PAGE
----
What about the serial number points to the bike being manufactured in October 1985, in Japan with the model year being 1986?

What does SBI stand for?

The fork is stamped tange, does that change anything in regards to the frame being Ishiwata 022?

Thanks!
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Old 11-29-16, 09:16 AM
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It'd make a decent low-guilt fixed gear conversion. That way you wouldn't care about the missing cable guide and you could add the Suntour stuff to your parts bin.
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Old 11-29-16, 11:29 AM
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Originally Posted by AL7000 View Post
Thank you! That answers one of the big questions I had about the bike. A couple more questions to increase my knowledge:

What about the serial number points to the bike being manufactured in October 1985, in Japan with the model year being 1986?

What does SBI stand for?

The fork is stamped tange, does that change anything in regards to the frame being Ishiwata 022?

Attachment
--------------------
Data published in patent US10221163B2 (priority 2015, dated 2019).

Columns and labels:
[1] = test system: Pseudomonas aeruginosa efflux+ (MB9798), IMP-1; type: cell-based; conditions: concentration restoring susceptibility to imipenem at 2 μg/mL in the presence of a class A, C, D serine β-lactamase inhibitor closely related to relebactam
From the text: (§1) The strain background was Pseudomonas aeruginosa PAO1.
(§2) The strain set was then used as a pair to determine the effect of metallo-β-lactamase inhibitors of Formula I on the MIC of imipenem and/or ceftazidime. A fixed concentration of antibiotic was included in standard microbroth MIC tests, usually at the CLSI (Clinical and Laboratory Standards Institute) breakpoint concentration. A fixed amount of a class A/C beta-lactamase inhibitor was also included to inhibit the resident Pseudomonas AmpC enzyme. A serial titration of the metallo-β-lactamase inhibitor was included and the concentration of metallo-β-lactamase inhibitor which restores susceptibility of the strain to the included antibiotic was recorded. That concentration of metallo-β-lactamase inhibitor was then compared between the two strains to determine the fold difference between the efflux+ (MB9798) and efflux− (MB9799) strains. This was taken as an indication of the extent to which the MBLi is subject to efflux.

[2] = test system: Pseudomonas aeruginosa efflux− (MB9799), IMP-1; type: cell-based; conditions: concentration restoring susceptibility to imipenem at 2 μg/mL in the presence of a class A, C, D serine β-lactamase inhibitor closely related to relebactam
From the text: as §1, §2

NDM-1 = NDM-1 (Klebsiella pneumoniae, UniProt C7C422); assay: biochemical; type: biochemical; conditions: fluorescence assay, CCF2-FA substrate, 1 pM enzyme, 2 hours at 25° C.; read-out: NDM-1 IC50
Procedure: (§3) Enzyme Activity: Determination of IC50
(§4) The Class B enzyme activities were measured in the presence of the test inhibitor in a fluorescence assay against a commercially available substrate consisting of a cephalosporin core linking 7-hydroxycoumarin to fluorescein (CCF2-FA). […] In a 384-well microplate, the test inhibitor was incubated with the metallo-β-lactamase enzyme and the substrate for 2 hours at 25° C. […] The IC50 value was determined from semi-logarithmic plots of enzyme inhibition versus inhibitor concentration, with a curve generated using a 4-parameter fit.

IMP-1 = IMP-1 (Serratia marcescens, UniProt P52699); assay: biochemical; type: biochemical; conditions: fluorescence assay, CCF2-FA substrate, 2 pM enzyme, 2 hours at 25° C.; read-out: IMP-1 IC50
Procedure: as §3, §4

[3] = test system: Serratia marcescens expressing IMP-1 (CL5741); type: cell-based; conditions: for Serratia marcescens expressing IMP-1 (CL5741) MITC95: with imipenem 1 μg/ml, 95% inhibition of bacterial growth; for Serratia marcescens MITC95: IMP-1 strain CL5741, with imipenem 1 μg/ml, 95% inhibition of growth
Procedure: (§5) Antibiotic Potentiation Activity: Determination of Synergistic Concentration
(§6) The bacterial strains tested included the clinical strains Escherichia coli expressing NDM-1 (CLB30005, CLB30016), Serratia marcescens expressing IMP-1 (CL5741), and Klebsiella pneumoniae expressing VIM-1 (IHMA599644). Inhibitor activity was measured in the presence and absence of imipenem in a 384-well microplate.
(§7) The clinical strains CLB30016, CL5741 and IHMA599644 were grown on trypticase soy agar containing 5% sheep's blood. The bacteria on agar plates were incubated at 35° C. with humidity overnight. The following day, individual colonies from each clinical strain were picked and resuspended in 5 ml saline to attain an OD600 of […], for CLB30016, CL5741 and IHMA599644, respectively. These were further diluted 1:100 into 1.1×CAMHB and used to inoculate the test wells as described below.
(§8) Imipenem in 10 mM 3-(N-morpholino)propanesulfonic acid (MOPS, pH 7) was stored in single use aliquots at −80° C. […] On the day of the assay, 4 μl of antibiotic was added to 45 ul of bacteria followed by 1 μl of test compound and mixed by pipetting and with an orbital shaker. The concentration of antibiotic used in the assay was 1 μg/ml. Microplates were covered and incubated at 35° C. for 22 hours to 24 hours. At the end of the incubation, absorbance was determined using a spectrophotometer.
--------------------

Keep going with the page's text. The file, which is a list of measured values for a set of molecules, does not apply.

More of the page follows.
Thanks!
SBI is the acronym for Specialized Bicycle Components Inc., the formal company name.

For interpreting the serial number, refer to the Specialized entry in my https://www.bikeforums.net/classic-vi...ber-guide.html .

A Tange fork would normally imply a Tange frame. However, all of Tange's double butted CrMo frames from this era used a double butted seat tube and a post of 26.6-26.8mm. The only exception was Tange Prestige which used a 27.2mm post and was heated treated. The SBI literature does not mention heat treating and this is not the type of feature that a marketer would pass up, so it's unlikely to be Tange Prestige. Consequently, it is either a custom Tange tube or an Ishiwata tubeset with a Tange fork. The latter is very rare but not unknown.